A long time ago, way before two or three bubbles came and popped, the world discovered how much fun it can be to edit documents through the Web browser. The early products were simple, but soon companies like Zoho and Google produced a collection of Web applications that were real competitors to Microsoft Office. Today, even Microsoft sells tools that let you fire up your browser to edit documents, spreadsheets, presentations, and almost every other text-based document you can imagine, except one: software.
That programmers don't enjoy the same flexibility and cloud-based simplicity as their glad-handing, techno-clueless business development colleagues is deeply ironic -- programmers are usually decades ahead of the rest of the world, at least when it comes to tools. Why should programmers need to work so hard to develop on their own machine? Why, last week I waited a long time for gigabytes and gigabytes of Xcode tools to arrive from Apple. For some reason, I have to host gigabyte upon gigabyte of libraries on my machine just in case my hundreds of lines of code want to link to any of them. Then Apple dutifully updates Xcode every few weeks, and I get to download the entire thing all over again.
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This odd gap is changing, but slower than anyone might expect. Many developers started using cloud-based repositories decades ago, for instance, and they embraced some of the cloud-based build management tools when those came along. Larger shops are already relying on Hudson/Jenkins to watch over their code and make sure the main tree stays pure and buildable. Some companies even offer these tools as services.
The meat-and-potatoes work of development, however, is a far cry from the meat-and-potatoes work of business development or marketing. The programmers are slowly catching up, and browser-based IDEs are appearing. To see how the market is evolving, I spent a few days experimenting with a whole slew of cloud IDEs. I wrote some code, pressed the Build button, and gawked at the "what hath God wrought" that appeared in another tab of the browser. It felt, at times, like I was testing the first telegraph.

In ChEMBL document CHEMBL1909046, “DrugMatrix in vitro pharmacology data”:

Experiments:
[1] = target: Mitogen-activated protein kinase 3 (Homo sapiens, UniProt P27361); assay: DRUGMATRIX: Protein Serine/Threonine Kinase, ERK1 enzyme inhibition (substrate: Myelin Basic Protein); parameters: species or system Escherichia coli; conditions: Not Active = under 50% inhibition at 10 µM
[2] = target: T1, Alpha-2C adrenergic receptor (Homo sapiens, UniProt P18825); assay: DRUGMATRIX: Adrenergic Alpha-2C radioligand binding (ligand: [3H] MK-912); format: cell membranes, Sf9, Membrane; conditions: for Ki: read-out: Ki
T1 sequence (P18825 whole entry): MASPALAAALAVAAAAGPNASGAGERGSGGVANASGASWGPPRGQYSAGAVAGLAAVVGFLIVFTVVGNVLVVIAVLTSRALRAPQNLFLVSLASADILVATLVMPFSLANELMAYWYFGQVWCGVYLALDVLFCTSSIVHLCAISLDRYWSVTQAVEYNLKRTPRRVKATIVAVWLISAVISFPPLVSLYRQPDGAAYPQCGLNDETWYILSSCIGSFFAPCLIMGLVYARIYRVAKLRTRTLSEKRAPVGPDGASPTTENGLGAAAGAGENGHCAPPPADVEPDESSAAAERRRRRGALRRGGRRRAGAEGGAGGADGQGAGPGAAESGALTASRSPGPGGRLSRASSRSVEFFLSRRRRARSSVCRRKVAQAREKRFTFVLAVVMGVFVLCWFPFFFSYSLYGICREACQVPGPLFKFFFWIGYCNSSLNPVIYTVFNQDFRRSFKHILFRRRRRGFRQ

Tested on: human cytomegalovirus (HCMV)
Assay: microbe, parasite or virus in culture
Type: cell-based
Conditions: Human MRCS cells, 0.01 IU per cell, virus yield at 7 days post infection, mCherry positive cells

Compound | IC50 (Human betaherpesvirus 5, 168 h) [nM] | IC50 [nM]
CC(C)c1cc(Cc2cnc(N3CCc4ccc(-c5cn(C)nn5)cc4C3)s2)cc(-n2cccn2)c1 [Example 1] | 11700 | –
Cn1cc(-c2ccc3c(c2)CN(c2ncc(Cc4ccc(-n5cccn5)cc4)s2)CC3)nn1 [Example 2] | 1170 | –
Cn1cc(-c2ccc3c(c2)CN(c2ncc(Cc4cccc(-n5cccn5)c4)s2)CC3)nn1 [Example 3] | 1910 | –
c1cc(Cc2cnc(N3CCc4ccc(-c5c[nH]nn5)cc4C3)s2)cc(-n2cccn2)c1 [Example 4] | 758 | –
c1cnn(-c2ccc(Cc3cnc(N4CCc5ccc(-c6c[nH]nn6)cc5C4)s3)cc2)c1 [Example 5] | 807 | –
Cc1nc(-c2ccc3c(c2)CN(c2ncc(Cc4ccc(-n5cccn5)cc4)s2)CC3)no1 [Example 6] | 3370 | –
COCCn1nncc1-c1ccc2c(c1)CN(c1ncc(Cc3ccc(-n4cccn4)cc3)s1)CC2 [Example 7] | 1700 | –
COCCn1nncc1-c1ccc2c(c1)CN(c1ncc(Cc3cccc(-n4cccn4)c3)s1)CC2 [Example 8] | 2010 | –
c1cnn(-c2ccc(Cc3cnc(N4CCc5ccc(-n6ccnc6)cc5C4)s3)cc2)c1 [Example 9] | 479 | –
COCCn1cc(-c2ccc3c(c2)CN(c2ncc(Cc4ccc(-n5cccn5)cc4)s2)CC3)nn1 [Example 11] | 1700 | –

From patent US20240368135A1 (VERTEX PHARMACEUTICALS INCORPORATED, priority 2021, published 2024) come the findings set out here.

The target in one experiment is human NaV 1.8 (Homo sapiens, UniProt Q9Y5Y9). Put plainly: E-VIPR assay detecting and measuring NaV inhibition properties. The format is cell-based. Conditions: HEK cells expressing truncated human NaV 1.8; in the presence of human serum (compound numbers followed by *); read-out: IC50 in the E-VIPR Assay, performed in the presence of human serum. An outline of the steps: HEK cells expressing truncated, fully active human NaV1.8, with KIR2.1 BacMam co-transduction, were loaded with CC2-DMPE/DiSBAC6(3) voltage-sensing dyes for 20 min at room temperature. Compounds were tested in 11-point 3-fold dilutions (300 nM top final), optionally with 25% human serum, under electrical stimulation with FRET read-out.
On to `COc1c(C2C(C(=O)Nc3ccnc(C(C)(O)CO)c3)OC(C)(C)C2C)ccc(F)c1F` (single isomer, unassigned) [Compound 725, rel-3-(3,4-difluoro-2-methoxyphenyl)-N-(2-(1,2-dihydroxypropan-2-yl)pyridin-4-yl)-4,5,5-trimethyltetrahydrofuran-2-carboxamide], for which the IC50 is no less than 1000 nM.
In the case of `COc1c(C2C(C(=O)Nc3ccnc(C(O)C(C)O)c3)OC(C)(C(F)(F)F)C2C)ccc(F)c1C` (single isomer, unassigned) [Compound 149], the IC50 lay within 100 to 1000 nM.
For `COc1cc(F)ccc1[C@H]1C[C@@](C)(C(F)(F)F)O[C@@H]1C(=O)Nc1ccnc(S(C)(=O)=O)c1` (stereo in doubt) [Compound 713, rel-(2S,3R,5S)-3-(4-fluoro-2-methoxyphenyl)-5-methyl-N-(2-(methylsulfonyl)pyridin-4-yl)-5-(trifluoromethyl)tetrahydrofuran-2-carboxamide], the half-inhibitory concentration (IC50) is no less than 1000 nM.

The good news is that these browser-based IDEs often look great. Several of them have duplicated the classic IDE layout with a file tree on one side and the editing window on the other. It's like Eclipse but in your browser.
These IDEs are even turning up in places where you might not think of them as IDEs. WordPress, for instance, has an editor module that lets you play around with the PHP and HTML of your website. This is a dangerous tool that gave me all of the power to crash a blog, which I did once or thrice. But the power is seductive and quite useful. You might find yourself rearranging the HTML tags daily because the editor is only a click away.
Killer cloud IDEs at a glance
|Command line access||No||No||Yes||No|
|Platform integration||JSFiddle site hosts shared "fiddles"||Apple App Store, Google Play, other Android markets||Cloud Foundry, Heroku, Windows Azure||Amazon Elastic Beanstalk, AppFog, CloudBees, Cloud Foundry, Google App Engine, Heroku, OpenShift|
|Pricing||Free||Free trial; $16 to $19 per month||Free basic version; $12 per month||Free basic version; $9 to $99 per month|
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